Kamikaze (typhoon)

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The Kamikaze (神風, Japanese for divine wind), were two winds or storms that are said to have saved Japan from two Mongol fleets under Kublai Khan. These fleets attacked Japan in 1274 and again in 1281. Due to growth of Zen Buddhism among Samurai at the time, these were the first events where the typhoons were described as "divine wind" as much by their timing as by their force. Since Man'yōshū, the word kamikaze has been used as a Makurakotoba of waka introducing Ise Grand Shrine.

History[edit]

The Mongol fleet destroyed in a typhoon, ink and water on paper, by Kikuchi Yōsai, 1847

The latter fleet, composed of "more than four thousand ships bearing nearly 140,000 men"[1] is said to have been the largest attempted naval invasion in history whose scale was only recently eclipsed in modern times by the D-Day invasion of allied forces into Normandy in 1944.

Events[edit]

In the first invasion, the Mongols successfully conquered the Japanese settlements on Tsushima and Iki islands. When they landed on Hakata Bay, however, they met fierce resistance by the armies of samurai clans and were forced to withdraw to the Yuan dynasty. In the midst of the withdrawal, they were hit by a typhoon. Most of their ships sank and many soldiers were drowned.[2]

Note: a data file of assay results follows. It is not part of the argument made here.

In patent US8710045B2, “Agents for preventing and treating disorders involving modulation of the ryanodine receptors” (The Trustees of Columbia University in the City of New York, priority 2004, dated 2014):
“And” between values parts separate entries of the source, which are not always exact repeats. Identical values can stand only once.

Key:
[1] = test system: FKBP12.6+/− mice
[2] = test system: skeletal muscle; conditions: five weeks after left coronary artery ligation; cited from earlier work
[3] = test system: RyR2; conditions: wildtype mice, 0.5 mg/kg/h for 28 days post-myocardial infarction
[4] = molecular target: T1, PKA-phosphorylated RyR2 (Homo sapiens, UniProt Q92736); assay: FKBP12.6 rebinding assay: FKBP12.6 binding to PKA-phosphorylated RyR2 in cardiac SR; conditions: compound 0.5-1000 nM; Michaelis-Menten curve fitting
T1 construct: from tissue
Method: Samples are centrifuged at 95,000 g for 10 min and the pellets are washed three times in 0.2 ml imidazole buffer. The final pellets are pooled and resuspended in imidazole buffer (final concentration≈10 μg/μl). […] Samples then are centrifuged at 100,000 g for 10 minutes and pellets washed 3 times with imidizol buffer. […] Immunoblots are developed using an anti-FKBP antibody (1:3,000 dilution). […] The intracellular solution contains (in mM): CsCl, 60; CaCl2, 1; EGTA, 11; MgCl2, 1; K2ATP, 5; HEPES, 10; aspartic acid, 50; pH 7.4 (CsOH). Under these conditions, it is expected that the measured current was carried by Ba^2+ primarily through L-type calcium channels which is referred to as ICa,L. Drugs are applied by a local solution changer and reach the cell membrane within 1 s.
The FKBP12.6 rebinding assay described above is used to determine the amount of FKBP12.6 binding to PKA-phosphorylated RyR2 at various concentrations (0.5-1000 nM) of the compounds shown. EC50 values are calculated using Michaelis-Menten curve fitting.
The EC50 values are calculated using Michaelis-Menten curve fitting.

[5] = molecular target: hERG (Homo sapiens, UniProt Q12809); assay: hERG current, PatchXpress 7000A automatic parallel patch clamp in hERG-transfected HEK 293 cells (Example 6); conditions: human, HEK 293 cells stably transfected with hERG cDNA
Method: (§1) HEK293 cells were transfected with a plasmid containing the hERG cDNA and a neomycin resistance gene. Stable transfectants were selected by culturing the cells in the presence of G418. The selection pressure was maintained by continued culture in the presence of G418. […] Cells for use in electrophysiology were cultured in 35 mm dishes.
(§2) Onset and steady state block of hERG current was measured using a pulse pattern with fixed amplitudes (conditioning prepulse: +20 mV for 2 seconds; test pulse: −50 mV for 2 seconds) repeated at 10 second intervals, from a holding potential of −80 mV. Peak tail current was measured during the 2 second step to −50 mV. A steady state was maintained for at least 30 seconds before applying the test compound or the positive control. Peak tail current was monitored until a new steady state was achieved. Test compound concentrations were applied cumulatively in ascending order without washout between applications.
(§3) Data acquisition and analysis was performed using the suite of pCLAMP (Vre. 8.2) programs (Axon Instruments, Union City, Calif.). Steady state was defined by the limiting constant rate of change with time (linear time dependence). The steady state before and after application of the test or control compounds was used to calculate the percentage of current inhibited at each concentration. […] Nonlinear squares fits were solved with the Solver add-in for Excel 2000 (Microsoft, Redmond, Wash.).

During the time period between the first and second invasion, the Japanese prudently built two-meter-high walls to protect themselves from future assaults.

Seven years later, the Mongols returned. Unable to find any suitable landing beaches due to the walls, the fleet stayed afloat for months and depleted their supplies as they searched for an area to land. After months of being exposed to the elements, the fleet was destroyed by a great typhoon, which the Japanese called "kamikaze" (divine wind). The Mongols never attacked Japan again, and more than 70,000 men were said to have been captured.[3]

In myth[edit]

In popular Japanese myths at the time, the god Raijin was the god who turned the storms against the Mongols. Other variations say that the god Fūjin or Ryūjin caused the destructive kamikaze.

As metaphor[edit]

The name given to the storm, kamikaze, was later used during World War II as nationalist propaganda for suicide attacks by Japanese pilots. The metaphor meant that the pilots were to be the "Divine Wind" that would again sweep the enemy from the seas. This use of kamikaze has come to be the common meaning of the word in English.

See also[edit]

Notes[edit]

  1. ^ McClain 2002. p. 17.
  2. ^ 『高麗史』巻一百四 列伝十七 金方慶「諸軍與戰、及暮乃解、方慶謂忽敦茶丘曰、『兵法千里縣軍、其鋒不可當、我師雖少、已入敵境、人自爲戰、即孟明焚船淮陰背水也、請復戰』、忽敦曰、『兵法小敵之堅、大敵之擒、策疲乏之兵、敵日滋之衆、非完計也、不若回軍』復亨中流矢、先登舟、遂引兵還、會夜大風雨、戰艦觸岩多敗、侁堕水死、到合浦、」
  3. ^ Science HD Channel program "Unearthing Ancient Secrets" first aired: 1/26/2009. Episode named "Khubilai Khan's Lost Fleet"

References[edit]

  • McClain, James L. (2002). Japan: A Modern History. New York: W.W. Norton & Company. p. 724. ISBN 0-393-04156-5.